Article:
Split is a nice, cosmopolitan little city.
I have been here once before, years ago; I got on a boat from the port going to some island that I’ve long since forgotten the name of. I remembered Split as a hot, overcrowded little place that I couldn’t wait to get out of, so much so that I almost didn’t bother to stop off here again on my travels this time. And that would have been a shame.
In August it still is a hot, overcrowded place, awash with tourists and their massive pull-along cases queuing impatiently for the boat to take them to their holiday island. However staying here a couple of days you soon find that the city has a nice laid-back vibe about it.
There is a wide pedestrian street alongside the harbour, with cafes, restaurants and kiosks selling crafts and souvenirs. If you take a stroll along here early evening you will find it packed out with people just strolling and hanging out; It reminded me of Las Ramblas in Barcelona.
There is an abundance of fruit and more ‘healthy’ food alternatives. My pet hate when travelling is that I always eat a lot of bread and pizza, because it is cheap and convenient, and return home from every trip 3 kilos heavier (which I then never lose and next trip adds another 3 kilos etc etc). In Split there is no excuse.
As you enter the walled city there is a wonderful little juice and smoothie bar, with nice fruit cocktails and all kinds of smoothies and ‘detox’ drinks. The walled city is small so you can’t miss it. They also do Mojitos for 35 kuna; they’re delicious but don’t try to get drunk on them, as I think they just waft the rum across the bottle.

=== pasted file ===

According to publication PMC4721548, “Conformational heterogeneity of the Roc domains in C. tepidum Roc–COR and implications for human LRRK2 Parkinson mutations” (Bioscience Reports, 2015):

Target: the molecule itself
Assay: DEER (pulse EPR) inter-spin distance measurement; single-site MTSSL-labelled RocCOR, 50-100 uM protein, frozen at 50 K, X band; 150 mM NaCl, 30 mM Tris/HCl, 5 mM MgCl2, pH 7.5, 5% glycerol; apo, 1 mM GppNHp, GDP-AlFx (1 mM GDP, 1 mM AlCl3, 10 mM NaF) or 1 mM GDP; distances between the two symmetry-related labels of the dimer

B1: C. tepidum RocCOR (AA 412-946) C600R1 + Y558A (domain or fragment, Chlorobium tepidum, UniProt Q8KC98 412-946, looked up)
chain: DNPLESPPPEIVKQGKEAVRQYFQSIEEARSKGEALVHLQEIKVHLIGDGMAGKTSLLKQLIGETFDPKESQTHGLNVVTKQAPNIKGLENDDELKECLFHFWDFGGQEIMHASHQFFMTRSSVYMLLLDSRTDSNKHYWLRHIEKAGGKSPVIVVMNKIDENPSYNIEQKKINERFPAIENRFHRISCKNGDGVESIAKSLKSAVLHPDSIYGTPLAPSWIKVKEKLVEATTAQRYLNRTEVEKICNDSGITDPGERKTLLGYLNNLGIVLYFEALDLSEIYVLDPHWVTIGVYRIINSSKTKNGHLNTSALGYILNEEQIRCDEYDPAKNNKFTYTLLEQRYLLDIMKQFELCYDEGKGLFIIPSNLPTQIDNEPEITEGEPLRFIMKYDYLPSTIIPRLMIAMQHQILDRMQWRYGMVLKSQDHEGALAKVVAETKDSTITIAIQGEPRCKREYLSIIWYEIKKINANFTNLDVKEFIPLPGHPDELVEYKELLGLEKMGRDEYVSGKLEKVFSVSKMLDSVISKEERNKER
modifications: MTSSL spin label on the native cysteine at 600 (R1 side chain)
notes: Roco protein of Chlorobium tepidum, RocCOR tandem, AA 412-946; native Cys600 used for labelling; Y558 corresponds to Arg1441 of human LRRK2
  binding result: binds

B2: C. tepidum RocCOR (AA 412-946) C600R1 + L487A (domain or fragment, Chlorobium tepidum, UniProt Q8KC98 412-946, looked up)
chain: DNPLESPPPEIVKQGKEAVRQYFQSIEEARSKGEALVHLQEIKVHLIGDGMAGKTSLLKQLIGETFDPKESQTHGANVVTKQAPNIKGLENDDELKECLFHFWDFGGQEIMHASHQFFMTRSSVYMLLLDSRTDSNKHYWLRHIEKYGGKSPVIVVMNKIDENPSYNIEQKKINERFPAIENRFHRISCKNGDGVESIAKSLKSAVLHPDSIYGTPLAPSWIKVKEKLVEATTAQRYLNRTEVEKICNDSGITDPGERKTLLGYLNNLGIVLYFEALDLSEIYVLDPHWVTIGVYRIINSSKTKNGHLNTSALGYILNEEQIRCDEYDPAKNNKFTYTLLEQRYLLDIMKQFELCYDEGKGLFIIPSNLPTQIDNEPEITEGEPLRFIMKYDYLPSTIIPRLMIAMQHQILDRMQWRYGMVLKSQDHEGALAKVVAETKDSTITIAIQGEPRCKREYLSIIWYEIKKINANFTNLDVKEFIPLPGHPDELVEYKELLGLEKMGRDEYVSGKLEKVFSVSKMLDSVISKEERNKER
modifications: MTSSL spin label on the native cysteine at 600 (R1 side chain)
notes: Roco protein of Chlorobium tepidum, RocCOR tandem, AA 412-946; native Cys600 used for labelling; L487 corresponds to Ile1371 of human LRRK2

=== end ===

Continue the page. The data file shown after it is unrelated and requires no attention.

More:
There is a ‘green market’ where they sell some perfect looking fruit and veg. Next to it is a non-food market with cheap clothes and souvenirs. If you like shopping there is a lot of homemade jewellery and other artisan products around, along with the usual tacky souvenirs. I’m not a great fan of buying stuff (not least because I’ve still got three weeks of this trip left to carry it around with me) and so I came away with just a few postcards.
I travelled by bus up to Split from Dubrovnik. The journey takes about four and a half hours, although it can be longer if the traffic is bad. There is a small section of the highway that belongs to Bosnia, so you have to stop twice for a somewhat perfunctory passport inspection (the guard gets on the bus, you don’t have to move).